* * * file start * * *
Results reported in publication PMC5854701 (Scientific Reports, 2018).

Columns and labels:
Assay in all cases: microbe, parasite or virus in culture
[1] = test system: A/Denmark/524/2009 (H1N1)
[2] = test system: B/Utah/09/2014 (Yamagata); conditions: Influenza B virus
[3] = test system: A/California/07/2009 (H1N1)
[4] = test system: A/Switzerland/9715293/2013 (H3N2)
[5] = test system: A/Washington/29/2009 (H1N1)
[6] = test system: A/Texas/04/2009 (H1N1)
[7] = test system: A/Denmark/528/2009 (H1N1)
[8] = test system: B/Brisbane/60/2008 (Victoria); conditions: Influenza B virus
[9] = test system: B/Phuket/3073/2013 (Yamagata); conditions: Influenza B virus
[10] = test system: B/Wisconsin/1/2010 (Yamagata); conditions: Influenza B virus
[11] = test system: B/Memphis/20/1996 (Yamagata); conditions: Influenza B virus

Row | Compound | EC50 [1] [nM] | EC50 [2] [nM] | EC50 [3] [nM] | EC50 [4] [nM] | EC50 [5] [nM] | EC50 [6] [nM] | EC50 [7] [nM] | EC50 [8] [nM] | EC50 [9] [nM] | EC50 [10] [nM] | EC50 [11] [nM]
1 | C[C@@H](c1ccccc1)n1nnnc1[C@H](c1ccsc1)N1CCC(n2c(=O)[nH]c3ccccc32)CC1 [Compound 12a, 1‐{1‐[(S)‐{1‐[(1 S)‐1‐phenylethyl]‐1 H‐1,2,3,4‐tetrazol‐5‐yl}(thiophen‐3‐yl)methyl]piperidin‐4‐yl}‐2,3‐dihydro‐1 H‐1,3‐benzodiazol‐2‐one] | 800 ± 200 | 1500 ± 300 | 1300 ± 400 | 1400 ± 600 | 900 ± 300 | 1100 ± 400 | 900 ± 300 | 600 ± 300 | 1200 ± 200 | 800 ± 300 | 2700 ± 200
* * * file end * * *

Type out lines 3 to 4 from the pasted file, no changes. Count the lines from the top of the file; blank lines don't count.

Assay in all cases: microbe, parasite or virus in culture
[1] = test system: A/Denmark/524/2009 (H1N1)